“You are Israel’s teacher,” said Jesus, “and do you not understand these things? Very truly I tell you, we speak of what we know, and we testify to what we have seen, but still you people do not accept our testimony. I have spoken to you of earthly things and you do not believe; how then will you believe if I speak of heavenly things? No one has ever gone into heaven except the one who came from heaven – the Son of Man.
Just as Moses lifted up the snake in the wilderness, so the Son of Man must be lifted up, that everyone who believes may have eternal life in him.”
For God so loved the world that he gave his one and only Son, that whoever believes in him shall not perish but have eternal life. For God did not send his Son into the world to condemn the world, but to save the world through him.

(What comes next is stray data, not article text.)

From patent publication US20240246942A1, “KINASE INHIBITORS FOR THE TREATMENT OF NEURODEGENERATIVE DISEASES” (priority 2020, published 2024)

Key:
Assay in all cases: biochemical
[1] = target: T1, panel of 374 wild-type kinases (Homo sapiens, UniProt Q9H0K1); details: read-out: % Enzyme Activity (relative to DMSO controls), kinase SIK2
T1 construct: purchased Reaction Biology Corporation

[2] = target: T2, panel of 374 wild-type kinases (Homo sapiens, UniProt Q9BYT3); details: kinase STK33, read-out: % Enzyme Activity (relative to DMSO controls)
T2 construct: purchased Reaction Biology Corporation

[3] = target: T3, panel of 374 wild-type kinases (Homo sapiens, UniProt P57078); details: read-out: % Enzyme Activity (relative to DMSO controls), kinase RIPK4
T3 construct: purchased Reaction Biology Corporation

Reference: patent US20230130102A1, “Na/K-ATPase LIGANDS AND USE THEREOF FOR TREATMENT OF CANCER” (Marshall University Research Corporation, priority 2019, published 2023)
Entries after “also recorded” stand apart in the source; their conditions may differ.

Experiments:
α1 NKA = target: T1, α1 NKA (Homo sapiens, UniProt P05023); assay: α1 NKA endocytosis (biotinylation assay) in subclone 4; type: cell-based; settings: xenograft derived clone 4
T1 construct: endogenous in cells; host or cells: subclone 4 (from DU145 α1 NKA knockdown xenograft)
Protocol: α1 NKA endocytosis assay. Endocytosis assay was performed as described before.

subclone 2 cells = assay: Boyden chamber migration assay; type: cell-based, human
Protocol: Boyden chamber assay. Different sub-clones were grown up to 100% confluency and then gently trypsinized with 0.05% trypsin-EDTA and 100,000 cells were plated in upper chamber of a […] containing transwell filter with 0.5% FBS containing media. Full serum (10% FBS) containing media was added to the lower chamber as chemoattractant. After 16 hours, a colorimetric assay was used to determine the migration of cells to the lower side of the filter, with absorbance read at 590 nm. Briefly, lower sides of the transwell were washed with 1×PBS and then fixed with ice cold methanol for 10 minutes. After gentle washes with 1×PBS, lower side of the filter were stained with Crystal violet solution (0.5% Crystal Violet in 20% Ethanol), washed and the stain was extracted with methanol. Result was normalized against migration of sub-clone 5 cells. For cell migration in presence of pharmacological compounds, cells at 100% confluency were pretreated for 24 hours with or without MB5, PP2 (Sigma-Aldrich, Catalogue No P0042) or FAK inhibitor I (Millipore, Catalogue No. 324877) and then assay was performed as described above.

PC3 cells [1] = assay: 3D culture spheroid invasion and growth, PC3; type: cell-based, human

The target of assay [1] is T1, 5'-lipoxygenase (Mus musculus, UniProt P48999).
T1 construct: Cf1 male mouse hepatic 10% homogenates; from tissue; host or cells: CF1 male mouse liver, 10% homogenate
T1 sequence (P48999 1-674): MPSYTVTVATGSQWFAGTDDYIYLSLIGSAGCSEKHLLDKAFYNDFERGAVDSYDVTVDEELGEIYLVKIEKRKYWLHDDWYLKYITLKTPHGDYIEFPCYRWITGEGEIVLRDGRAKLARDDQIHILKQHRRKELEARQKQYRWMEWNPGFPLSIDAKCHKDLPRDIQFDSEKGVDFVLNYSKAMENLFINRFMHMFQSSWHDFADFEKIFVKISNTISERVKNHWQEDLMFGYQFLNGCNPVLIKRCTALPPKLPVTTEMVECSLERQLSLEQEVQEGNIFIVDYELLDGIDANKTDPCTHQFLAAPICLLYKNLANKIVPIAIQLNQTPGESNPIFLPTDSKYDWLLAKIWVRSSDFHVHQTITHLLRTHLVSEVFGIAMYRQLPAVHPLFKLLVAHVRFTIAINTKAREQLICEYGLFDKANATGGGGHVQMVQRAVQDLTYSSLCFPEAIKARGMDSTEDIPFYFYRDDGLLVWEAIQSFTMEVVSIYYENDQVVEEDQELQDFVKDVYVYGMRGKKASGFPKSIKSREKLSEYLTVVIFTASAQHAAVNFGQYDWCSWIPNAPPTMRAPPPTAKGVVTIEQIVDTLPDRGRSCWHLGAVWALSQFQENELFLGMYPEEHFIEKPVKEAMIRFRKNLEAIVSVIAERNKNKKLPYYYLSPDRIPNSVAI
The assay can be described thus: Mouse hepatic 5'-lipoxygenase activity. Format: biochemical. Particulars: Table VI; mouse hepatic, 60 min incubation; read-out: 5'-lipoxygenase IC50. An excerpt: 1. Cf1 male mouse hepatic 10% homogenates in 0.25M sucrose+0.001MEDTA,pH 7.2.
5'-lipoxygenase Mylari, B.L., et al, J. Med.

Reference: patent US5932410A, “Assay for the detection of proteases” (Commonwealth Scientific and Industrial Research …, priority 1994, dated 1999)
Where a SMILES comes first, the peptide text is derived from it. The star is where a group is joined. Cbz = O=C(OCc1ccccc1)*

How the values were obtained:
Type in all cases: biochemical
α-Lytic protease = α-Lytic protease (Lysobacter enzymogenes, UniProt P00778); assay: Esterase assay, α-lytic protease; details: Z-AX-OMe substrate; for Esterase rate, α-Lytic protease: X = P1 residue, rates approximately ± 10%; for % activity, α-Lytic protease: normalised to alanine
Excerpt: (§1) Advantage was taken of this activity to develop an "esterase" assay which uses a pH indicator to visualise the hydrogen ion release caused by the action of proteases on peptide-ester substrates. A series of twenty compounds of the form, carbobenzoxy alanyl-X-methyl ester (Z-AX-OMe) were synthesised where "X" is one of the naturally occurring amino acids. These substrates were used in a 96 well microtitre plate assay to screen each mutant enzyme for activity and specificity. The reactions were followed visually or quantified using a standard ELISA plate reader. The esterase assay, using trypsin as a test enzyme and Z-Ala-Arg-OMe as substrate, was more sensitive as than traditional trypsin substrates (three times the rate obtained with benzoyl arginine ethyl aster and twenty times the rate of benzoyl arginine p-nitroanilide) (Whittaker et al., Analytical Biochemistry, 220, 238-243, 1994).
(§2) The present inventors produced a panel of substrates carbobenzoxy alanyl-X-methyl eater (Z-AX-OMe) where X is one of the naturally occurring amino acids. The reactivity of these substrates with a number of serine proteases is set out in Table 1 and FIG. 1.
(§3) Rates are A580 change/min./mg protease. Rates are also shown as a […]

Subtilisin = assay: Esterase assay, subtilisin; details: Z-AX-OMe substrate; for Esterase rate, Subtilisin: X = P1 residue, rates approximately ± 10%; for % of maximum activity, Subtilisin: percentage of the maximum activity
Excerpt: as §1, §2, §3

Whoever believes in him is not condemned, but whoever does not believe stands condemned already because they have not believed in the name of God’s one and only Son.
This is the verdict: Light has come into the world, but people loved darkness instead of light because their deeds were evil. Everyone who does evil hates the light, and will not come into the light for fear that their deeds will be exposed.John 3:1-20
There is so much going on here, I almost don’t know where to start. Let’s start with the two characters we meet here – Jesus, and a Jewish teacher called Nicodemus.
Nicodemus is an extremely interesting character. We only meet him in John’s gospel. And in a way, he’s kind of a sad character.
Nicodemus is a leader. He’s a Pharisee, one of the strictest people in Israel. He and his friends believe that keeping all the rules is what saves people. He’s a legalist at heart. He can quote you any verse in the Bible to support his position.